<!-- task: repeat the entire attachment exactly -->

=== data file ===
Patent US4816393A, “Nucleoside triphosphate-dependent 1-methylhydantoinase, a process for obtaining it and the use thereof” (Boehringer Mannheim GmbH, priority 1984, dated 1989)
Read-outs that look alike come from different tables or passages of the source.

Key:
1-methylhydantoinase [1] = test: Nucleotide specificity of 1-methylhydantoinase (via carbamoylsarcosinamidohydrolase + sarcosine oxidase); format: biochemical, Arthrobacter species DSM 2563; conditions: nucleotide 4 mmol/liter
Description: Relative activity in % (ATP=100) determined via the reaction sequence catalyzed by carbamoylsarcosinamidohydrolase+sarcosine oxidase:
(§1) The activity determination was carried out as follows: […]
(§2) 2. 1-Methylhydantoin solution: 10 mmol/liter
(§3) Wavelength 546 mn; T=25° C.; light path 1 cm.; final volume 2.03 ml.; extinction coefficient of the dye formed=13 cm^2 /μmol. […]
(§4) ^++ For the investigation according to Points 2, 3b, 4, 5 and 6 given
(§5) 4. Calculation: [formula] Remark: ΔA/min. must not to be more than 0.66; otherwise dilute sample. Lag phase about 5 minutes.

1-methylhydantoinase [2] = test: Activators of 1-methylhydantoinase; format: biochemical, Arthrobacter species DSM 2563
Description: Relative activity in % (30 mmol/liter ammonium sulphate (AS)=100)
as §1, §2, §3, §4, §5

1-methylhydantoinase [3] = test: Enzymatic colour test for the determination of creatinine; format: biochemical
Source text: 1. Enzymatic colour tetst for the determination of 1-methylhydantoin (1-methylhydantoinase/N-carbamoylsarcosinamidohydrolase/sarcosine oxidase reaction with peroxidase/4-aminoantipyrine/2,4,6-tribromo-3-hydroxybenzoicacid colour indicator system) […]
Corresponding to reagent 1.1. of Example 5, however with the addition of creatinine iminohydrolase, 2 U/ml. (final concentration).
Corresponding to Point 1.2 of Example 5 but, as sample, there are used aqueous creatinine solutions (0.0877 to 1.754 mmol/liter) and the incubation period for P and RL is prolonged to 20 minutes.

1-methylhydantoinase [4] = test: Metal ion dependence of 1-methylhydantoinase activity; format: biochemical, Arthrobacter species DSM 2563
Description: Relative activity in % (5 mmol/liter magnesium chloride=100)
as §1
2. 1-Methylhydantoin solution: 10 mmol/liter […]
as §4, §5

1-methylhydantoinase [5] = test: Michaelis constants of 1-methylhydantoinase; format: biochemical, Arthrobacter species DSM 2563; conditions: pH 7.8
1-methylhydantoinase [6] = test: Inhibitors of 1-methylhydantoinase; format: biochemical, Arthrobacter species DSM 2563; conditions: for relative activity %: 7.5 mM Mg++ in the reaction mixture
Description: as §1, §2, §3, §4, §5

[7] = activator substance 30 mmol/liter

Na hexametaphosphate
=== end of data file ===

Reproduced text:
Patent US4816393A, “Nucleoside triphosphate-dependent 1-methylhydantoinase, a process for obtaining it and the use thereof” (Boehringer Mannheim GmbH, priority 1984, dated 1989)
Read-outs that look alike come from different tables or passages of the source.

Key:
1-methylhydantoinase [1] = test: Nucleotide specificity of 1-methylhydantoinase (via carbamoylsarcosinamidohydrolase + sarcosine oxidase); format: biochemical, Arthrobacter species DSM 2563; conditions: nucleotide 4 mmol/liter
Description: Relative activity in % (ATP=100) determined via the reaction sequence catalyzed by carbamoylsarcosinamidohydrolase+sarcosine oxidase:
(§1) The activity determination was carried out as follows: […]
(§2) 2. 1-Methylhydantoin solution: 10 mmol/liter
(§3) Wavelength 546 mn; T=25° C.; light path 1 cm.; final volume 2.03 ml.; extinction coefficient of the dye formed=13 cm^2 /μmol. […]
(§4) ^++ For the investigation according to Points 2, 3b, 4, 5 and 6 given
(§5) 4. Calculation: [formula] Remark: ΔA/min. must not to be more than 0.66; otherwise dilute sample. Lag phase about 5 minutes.

1-methylhydantoinase [2] = test: Activators of 1-methylhydantoinase; format: biochemical, Arthrobacter species DSM 2563
Description: Relative activity in % (30 mmol/liter ammonium sulphate (AS)=100)
as §1, §2, §3, §4, §5

1-methylhydantoinase [3] = test: Enzymatic colour test for the determination of creatinine; format: biochemical
Source text: 1. Enzymatic colour tetst for the determination of 1-methylhydantoin (1-methylhydantoinase/N-carbamoylsarcosinamidohydrolase/sarcosine oxidase reaction with peroxidase/4-aminoantipyrine/2,4,6-tribromo-3-hydroxybenzoicacid colour indicator system) […]
Corresponding to reagent 1.1. of Example 5, however with the addition of creatinine iminohydrolase, 2 U/ml. (final concentration).
Corresponding to Point 1.2 of Example 5 but, as sample, there are used aqueous creatinine solutions (0.0877 to 1.754 mmol/liter) and the incubation period for P and RL is prolonged to 20 minutes.

1-methylhydantoinase [4] = test: Metal ion dependence of 1-methylhydantoinase activity; format: biochemical, Arthrobacter species DSM 2563
Description: Relative activity in % (5 mmol/liter magnesium chloride=100)
as §1
2. 1-Methylhydantoin solution: 10 mmol/liter […]
as §4, §5

1-methylhydantoinase [5] = test: Michaelis constants of 1-methylhydantoinase; format: biochemical, Arthrobacter species DSM 2563; conditions: pH 7.8
1-methylhydantoinase [6] = test: Inhibitors of 1-methylhydantoinase; format: biochemical, Arthrobacter species DSM 2563; conditions: for relative activity %: 7.5 mM Mg++ in the reaction mixture
Description: as §1, §2, §3, §4, §5

[7] = activator substance 30 mmol/liter

Na hexametaphosphate